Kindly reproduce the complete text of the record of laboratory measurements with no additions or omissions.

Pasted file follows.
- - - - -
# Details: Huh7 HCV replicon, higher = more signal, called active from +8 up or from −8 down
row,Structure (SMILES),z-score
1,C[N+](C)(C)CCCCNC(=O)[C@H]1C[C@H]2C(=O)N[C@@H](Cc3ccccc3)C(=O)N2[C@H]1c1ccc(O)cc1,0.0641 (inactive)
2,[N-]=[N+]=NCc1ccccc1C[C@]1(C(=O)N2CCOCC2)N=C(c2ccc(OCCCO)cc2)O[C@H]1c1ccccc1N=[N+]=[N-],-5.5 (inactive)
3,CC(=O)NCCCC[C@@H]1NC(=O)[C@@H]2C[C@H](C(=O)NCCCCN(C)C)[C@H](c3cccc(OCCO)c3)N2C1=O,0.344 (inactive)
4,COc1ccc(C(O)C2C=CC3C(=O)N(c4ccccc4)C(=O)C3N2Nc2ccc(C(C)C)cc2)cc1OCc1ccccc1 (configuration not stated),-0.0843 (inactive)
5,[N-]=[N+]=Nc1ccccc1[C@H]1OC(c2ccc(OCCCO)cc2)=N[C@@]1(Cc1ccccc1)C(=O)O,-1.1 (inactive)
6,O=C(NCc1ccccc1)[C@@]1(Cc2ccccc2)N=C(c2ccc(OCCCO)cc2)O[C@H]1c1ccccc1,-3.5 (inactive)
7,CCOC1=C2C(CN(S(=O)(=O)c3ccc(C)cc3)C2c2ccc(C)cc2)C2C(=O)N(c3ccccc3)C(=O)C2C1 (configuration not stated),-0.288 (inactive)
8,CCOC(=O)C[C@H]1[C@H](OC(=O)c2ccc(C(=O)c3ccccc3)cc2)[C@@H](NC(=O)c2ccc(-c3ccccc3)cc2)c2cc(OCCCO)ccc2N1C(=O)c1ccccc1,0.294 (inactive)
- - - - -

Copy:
# Details: Huh7 HCV replicon, higher = more signal, called active from +8 up or from −8 down
row,Structure (SMILES),z-score
1,C[N+](C)(C)CCCCNC(=O)[C@H]1C[C@H]2C(=O)N[C@@H](Cc3ccccc3)C(=O)N2[C@H]1c1ccc(O)cc1,0.0641 (inactive)
2,[N-]=[N+]=NCc1ccccc1C[C@]1(C(=O)N2CCOCC2)N=C(c2ccc(OCCCO)cc2)O[C@H]1c1ccccc1N=[N+]=[N-],-5.5 (inactive)
3,CC(=O)NCCCC[C@@H]1NC(=O)[C@@H]2C[C@H](C(=O)NCCCCN(C)C)[C@H](c3cccc(OCCO)c3)N2C1=O,0.344 (inactive)
4,COc1ccc(C(O)C2C=CC3C(=O)N(c4ccccc4)C(=O)C3N2Nc2ccc(C(C)C)cc2)cc1OCc1ccccc1 (configuration not stated),-0.0843 (inactive)
5,[N-]=[N+]=Nc1ccccc1[C@H]1OC(c2ccc(OCCCO)cc2)=N[C@@]1(Cc1ccccc1)C(=O)O,-1.1 (inactive)
6,O=C(NCc1ccccc1)[C@@]1(Cc2ccccc2)N=C(c2ccc(OCCCO)cc2)O[C@H]1c1ccccc1,-3.5 (inactive)
7,CCOC1=C2C(CN(S(=O)(=O)c3ccc(C)cc3)C2c2ccc(C)cc2)C2C(=O)N(c3ccccc3)C(=O)C2C1 (configuration not stated),-0.288 (inactive)
8,CCOC(=O)C[C@H]1[C@H](OC(=O)c2ccc(C(=O)c3ccccc3)cc2)[C@@H](NC(=O)c2ccc(-c3ccccc3)cc2)c2cc(OCCCO)ccc2N1C(=O)c1ccccc1,0.294 (inactive)